Williams rushed for 8,846 yards in nine seasons with the Panthers but the team released the ninth-year veteran earlier this month.
That contributed to some hard feelings Williams harbored toward the organization but also led to a fresh start in Pittsburgh.
The Steelers signed Williams to a two-year, $4 million contact to complement All-Pro Le'Veon Bell and give them a proven player to provide depth at the position.
Coach Mike Tomlin said the Steelers coveted Williams because they believe sharing carries with Jonathan Stewart in Carolina has helped preserve his legs and prepare him for the role of backing up Bell.
“I think his experience lends itself to our team makeup because we have a guy of the caliber of Le’Veon Bell,” Tomlin said, “and DeAngelo has expressed his excitement about coming alongside Le’Veon and working with him and even helping him grow and develop as a player and a man. In short space area he’s always been a guy that’s been able to stick his foot in the ground and change directions. I still see that in his play in my tape study.”
“I think Pittsburgh’s a good place for him. I like their style of football and I think it’s going to suit him very well,” said Rivera, who was a finalist for the head-coaching job that Tomlin got in 2007. “He was somebody in all honesty that I would be able to go to and ask specific questions and know I was going to get an unfiltered answer and I really appreciated that and I asked him to continue that and be up front with me and he really was.”
PITTSBURGH – The Pittsburgh Steelers added depth at wide receiver when they brought back another one of their free agents.
The team re-signed Darrius Heyward-Bey to a one-year contract. The former first-round draft pick caught just three passes last season, but established himself as a key special-teams player.
This signing won’t budge the needle, but the Steelers needed proven depth behind Antonio Brown, Martavis Bryant and Markus Wheaton and also a player who is willing to accept a limited role in the offense.
The return of Heyward-Bey makes it unlikely that the Steelers will sign an outside free agent at the position. It is another strong draft for wide receivers, so look for the Steelers to add one in the later rounds and also take a long look at C.J. Goodwin, who spent last season on their practice squad.
Heyward-Bey is just 28 years old and is one of the fastest players on the team. He recorded five tackles on special teams and snuffed out a fake punt by the Cincinnati Bengals in a victory that delivered the Steelers their first AFC North title since 2010.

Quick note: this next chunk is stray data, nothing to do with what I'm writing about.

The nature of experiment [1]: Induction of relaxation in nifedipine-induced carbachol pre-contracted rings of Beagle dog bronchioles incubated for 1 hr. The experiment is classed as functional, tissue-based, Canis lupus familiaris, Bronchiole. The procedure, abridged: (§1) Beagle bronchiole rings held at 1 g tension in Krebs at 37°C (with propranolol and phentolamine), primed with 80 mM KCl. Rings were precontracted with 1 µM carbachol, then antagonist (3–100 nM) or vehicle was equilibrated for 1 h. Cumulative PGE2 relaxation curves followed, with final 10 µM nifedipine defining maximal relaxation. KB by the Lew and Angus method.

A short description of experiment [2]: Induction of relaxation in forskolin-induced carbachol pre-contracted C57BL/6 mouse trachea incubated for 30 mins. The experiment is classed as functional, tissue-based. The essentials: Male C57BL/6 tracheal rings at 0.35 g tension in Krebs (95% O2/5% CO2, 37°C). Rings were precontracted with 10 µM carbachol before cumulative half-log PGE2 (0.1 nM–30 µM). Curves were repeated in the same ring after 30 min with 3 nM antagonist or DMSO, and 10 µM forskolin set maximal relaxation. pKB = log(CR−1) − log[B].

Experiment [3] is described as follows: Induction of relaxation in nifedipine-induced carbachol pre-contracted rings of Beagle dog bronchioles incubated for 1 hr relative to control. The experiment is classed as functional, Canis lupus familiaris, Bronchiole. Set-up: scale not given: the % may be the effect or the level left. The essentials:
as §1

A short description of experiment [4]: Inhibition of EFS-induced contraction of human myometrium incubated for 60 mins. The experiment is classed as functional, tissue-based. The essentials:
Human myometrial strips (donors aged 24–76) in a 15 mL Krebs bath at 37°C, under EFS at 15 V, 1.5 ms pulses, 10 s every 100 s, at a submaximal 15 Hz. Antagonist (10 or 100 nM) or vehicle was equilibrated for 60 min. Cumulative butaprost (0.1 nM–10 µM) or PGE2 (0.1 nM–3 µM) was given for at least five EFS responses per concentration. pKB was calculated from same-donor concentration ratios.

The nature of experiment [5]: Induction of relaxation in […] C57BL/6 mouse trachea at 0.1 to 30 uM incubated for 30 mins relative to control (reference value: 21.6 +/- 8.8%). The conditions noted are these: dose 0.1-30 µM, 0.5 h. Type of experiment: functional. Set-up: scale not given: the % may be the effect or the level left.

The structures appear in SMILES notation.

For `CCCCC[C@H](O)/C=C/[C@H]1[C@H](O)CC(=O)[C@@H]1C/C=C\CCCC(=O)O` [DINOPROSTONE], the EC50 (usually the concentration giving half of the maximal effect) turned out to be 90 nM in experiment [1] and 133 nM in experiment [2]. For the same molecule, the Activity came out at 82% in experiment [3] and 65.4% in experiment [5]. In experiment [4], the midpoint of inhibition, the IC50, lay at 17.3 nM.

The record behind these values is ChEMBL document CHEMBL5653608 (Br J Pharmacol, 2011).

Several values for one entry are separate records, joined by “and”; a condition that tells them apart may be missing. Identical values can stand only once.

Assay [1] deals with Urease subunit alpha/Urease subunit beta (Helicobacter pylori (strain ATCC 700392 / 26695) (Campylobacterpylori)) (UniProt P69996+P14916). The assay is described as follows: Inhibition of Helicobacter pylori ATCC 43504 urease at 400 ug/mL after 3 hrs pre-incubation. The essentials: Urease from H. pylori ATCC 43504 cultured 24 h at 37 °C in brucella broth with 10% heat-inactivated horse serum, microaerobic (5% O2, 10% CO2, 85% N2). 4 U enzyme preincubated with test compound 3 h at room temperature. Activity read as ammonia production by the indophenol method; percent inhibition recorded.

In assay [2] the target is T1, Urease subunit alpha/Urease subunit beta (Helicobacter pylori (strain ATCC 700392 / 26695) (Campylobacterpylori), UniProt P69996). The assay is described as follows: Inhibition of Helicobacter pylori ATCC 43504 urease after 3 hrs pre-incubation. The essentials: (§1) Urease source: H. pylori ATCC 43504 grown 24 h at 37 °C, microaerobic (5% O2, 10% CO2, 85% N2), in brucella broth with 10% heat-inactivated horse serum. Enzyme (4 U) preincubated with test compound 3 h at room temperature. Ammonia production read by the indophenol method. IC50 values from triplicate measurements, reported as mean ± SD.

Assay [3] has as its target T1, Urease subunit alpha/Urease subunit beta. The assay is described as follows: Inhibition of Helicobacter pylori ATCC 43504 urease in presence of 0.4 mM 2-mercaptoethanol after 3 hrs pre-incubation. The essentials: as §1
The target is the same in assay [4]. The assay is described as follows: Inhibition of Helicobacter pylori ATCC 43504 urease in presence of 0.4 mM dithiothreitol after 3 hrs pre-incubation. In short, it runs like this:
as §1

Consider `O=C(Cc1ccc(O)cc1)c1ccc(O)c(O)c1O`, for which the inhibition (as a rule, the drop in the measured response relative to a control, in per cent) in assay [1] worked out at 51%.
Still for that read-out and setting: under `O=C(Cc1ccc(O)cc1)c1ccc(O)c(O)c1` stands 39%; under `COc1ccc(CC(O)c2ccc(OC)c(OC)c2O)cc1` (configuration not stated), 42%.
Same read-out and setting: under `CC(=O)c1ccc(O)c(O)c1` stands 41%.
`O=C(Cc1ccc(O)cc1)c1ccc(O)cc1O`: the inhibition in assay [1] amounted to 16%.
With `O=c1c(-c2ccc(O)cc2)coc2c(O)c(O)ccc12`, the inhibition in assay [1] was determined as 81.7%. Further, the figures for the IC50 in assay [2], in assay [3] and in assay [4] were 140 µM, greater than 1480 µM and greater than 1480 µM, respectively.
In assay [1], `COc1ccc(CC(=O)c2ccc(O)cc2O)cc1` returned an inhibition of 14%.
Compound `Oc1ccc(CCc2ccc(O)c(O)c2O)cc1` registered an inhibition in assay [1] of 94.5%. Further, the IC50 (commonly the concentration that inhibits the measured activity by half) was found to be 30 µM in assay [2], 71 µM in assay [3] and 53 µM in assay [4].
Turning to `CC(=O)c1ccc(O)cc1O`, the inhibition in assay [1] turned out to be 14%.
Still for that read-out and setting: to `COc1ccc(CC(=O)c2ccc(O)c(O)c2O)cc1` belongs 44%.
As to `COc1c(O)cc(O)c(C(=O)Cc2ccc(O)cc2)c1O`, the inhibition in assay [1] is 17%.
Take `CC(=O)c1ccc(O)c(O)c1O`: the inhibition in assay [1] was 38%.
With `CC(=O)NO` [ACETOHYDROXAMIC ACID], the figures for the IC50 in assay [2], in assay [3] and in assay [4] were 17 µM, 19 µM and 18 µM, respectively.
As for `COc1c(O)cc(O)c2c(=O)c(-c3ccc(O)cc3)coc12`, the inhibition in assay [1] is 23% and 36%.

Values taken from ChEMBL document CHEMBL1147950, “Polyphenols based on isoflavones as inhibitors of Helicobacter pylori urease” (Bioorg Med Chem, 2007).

The seventh overall pick of the 2009 draft, Heyward never fulfilled expectations in Oakland -- he averaged 517.8 receiving yards in four seasons with the Raiders –- and played a season with the Colts before signing with the Steelers.
Heyward made $795,000 in 2014 but counted just $635,000 against the salary cap, as he signed a veteran-minimum contract.
Heyward-Bey, 28, caught just three passes for 33 yards last season, his first with the Steelers. Heyward-Bey, one of the fastest players on the team, established himself as a key special-teams player and recorded five tackles on those units.
The Steelers signed Heyward-Bey to a veteran minimum contract in March 2014, making Pittsburgh his third team since entering the NFL as the seventh overall pick of the 2009 draft.
Heyward-Bey never fulfilled expectations in Oakland -- he averaged 517.8 receiving yards in four seasons with the Raiders -- and played a season with the Indianapolis Colts before signing with the Steelers.
PITTSBURGH -- The Pittsburgh Steelers' football stadium will keep the name Heinz Field despite the company's planned merger with Kraft Foods Group.
Pittsburgh-based H.J. Heinz Co. says if the merger announced Wednesday is approved, the new company will be Kraft Heinz Co.
But Heinz senior vice president Michael Mullen confirms that the stadium will remain named Heinz Field.
The Heinz Co. signed a $57 million, 20-year naming rights deal when the stadium opened in 2001. That means the stadium will keep the name for at least six more years.
PHOENIX -- It has been more than nine months since Chuck Noll died at the age of 82 but the legendary coach left an enormous imprint on the NFL .
That was evident at the NFL owners meetings held earlier this week at the Arizona Biltmore.
Pittsburgh Steelers general manager Kevin Colbert and coach Mike Tomin each affirmed the organization’s commitment to building through the draft, something that started with Noll in 1969 and transformed a meandering franchise into a championship one.
John Fox, meanwhile, will try to rebuild the Chicago Bears after successful head-coaching stints with the Carolina Panthers and Denver Broncos by summoning what he learned from Noll as a young assistant.
Those lessons are still applicable almost three decades after Fox broke into the NFL with Noll and the Steelers.
“Fundamentals, the even-keeled approach you take with your teams, in those areas [Noll was] maybe the best ever,” said Fox, who coached the Steelers' defensive backs from from 1989-91. “I’m a little more hyper than Chuck was in personality but he was always very calming and had great wisdom. I had tremendous respect for him. Watching Chuck, [he had] a unique vision of football.”